His advances became unavoidable. I liked getting up early in the mornings, especially for school. We had one bathroom. One day, I had to pee. When I came out, I went to wash my hands in the kitchen sink. Behind me stood my dad. He grabbed my hand and forced it on his pants. He rubbed until I clearly felt something, moaning all along. My dad became more confident and began to wait for me outside the bathroom. Every time he did this, my body would freeze.  He made me pleasure him, while I couldn’t muster anything in me to push him off me.
To avoid this, I stayed in my room. When I went to bed, I pushed a dresser I had in front of my doorway. I loved my mother, but I hadn’t told her about what was going on. My sisters and I had talked to Mom about what our brother had done to us and she didn’t believe us. Maybe that was why I hadn’t told anyone. I didn’t say anything till it was too late.
A few of us went to a casino for vacation. My siblings and I liked going for the buffets, the indoor swimming pools and hotel rooms nicer than our home. My dad wanted us to go in two groups, that way he could get away with having five people in one bedroom. So one of us had to go with him to the room, and then my mom and everyone else would follow shortly after. My sister didn’t want to go with Dad. Mom didn’t want Dad getting pissed. I was begging to go with my mom, but everyone picked me. They said I was his favorite.
My dad used the card to open our door. He had me go in first and then locked it. Once he did, he turned around and put his hands on me. I froze again. My body betrayed me at a crucial time. Powerless, I stood there as he kissed me on the lips, on the neck talking about the perfume I had put on that morning. He grabbed my butt. I was his daughter, but it didn’t matter to him. 
Someone was talking in the hallway. My dad let go of me and cracked open the door. A housekeeper was with my mom and siblings. They were asking her if they had seen anyone who looked like me and my dad. Apparently he neglected to tell them what floor our room was on. My little brother had pressed a random floor number in the elevator and somehow, they found me. My dad looked at me before he stepped in the hallway.
 “Don’t tell your mom.”
That whole day, all I could do was shake. I didn’t know what to do. My dad had tried to rape me. My own dad took advantage of me. He molested his daughter.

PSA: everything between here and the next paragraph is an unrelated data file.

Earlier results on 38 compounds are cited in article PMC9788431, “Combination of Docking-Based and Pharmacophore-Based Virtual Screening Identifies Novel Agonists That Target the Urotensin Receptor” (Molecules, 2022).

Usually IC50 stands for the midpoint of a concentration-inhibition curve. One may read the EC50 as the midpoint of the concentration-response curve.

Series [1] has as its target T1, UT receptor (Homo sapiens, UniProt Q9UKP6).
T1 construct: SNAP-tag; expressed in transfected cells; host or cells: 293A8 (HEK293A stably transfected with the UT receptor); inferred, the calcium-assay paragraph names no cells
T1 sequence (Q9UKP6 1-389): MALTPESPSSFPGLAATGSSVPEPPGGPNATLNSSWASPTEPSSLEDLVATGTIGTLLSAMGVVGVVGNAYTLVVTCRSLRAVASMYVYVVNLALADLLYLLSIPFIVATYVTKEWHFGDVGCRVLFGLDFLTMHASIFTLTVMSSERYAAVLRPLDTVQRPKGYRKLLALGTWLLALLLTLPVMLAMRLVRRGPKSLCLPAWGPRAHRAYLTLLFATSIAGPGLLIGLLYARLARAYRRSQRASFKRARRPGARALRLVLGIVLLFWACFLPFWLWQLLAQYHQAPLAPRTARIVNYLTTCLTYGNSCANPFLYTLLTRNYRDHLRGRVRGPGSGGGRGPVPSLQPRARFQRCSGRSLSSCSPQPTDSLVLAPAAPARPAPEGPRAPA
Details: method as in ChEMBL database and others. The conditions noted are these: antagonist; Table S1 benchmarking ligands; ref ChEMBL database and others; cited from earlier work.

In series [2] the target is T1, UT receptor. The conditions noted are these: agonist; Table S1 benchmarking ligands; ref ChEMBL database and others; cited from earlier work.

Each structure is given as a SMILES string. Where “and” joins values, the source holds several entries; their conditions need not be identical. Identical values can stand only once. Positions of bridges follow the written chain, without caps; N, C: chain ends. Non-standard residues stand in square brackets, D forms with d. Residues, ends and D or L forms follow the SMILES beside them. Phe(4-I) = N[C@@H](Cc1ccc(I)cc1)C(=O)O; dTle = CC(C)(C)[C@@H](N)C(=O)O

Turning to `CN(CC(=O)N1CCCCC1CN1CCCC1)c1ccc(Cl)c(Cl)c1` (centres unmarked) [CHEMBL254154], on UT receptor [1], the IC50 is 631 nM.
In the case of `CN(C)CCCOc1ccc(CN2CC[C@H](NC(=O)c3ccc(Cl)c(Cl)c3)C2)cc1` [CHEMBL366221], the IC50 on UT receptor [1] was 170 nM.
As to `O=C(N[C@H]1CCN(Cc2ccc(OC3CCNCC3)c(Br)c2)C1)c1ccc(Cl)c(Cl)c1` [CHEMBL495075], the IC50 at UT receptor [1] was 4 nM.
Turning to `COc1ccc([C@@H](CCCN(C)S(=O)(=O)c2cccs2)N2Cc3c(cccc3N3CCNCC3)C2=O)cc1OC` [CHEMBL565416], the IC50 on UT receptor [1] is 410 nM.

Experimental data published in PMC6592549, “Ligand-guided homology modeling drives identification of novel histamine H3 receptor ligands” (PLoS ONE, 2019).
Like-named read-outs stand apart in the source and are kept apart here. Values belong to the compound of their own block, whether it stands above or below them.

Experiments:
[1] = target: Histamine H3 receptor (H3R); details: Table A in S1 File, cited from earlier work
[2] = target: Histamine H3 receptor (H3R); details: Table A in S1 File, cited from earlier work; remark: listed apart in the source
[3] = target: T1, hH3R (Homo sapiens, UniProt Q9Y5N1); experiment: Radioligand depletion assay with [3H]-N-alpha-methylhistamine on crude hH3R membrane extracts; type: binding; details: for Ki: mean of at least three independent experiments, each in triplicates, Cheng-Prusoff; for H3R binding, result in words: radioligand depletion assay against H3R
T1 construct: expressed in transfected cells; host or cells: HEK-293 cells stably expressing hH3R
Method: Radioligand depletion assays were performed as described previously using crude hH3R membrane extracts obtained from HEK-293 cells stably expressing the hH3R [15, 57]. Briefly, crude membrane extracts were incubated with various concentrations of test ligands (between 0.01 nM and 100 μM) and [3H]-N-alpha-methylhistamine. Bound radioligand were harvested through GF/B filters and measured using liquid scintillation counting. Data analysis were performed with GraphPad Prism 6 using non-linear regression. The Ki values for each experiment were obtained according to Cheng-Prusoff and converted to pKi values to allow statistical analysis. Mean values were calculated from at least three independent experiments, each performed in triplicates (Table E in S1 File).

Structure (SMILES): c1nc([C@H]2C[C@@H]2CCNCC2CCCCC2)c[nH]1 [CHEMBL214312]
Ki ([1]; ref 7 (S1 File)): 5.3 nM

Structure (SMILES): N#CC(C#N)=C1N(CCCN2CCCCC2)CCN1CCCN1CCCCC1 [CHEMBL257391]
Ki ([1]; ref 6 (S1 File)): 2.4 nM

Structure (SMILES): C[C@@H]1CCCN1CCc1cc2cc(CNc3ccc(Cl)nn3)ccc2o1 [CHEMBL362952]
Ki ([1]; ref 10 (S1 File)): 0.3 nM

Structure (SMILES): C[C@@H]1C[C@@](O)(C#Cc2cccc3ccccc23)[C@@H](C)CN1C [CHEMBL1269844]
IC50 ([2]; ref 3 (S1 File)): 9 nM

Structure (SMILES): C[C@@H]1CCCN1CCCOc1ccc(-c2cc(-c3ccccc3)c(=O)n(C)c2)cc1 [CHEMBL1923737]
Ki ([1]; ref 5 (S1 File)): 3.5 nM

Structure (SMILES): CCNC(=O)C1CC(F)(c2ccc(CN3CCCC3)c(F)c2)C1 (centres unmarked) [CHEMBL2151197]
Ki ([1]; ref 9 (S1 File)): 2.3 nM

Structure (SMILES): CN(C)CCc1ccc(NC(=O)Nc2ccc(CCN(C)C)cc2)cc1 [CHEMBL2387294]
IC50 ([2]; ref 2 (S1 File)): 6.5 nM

My best friend was my sister. It took hours, and I waited till we were alone, but I told her. She spoke to my mom and sister about it.  My eldest sister had me move in with her.  
I hated how he treated me the months after the event. My school uniform consisted of skirts and he would always comment on my legs. In one of his endless morning lectures, he said daughters should lose their virginity to their fathers. He kept looking at my lips. He asked me if I loved him, if I found him attractive. 
I hated him. It wasn’t possible to love a man who molested his children. 
The trauma caught up to me, the one I repressed by distracting myself with studies and work. I was nineteen. I had graduated high school. I was in college. I had two jobs. 
For four months, all I could do was get up for work and school. I lied in bed, unable to do anything else. I often took multiple showers a day and had to be reminded by my sisters that I already took one. I forgot to brush my teeth, comb my hair. I couldn’t keep up with my online courses. For the first time in my life, I failed a class. Not one, but two of them. Most nights, I sobbed. I was utterly convinced that my depression was going to kill me. It felt like it was suffocating me.
That Christmas Eve, I decided I’d snap out of it. It had consumed my life for months. I didn’t want to feel this way every day. I wanted to live. I was tired of wanting to die. 
I was in high school, when I almost killed myself. I had grabbed a shard of broken glass and held it up against my wrist. I was fed up with my father’s abuse. He had such a grip on my siblings, mother and me. He didn’t let us go anywhere, aside from school. He spoke against making any friends. He distrusted other Latinos and black people, and tried to make us feel the same way. He ruined birthdays and holidays. It was complete bullshit that he was my father. I knew people who loved their fathers and whose fathers loved them. Why did mine say he would have abandoned us? Why did mine abuse us? Why did mine abuse my mother? Why did mine touch me?
I thought of my mother. She was the strongest person I knew. She protected me, while I did what I could to protect her. I couldn’t do it. Not to her. I had made a silent promise to be there for her. 
There are days I think about it, when it seems exceptionally hard, and I entertain the tendencies. Thankfully I’ve gotten better at pushing them aside. I have a husband who helps me with it. He’s loving, patient and kind. I have three dogs and two cats that I adore. I’m on medication for my anxiety and depression. I’m going to a therapist, something I was terrified of for years. 
I wrote this. I wrote about my trauma. Since I went through my depression when I was nineteen, I hadn’t written anything in almost three years. I used to write all the time. I sat myself in front of my laptop and typed for hours. I finished something. 
I’m making progress. I’m proud of myself. 
The only tattoo I have is in Latin. It’s on my left collarbone. Veni, vidi, amavi. It translates to I came, I saw, I loved. It was my philosophy toward humankind: to be a good and loving person to others. I’ve decided to direct some of that goodness and love to myself. 

Leave a comment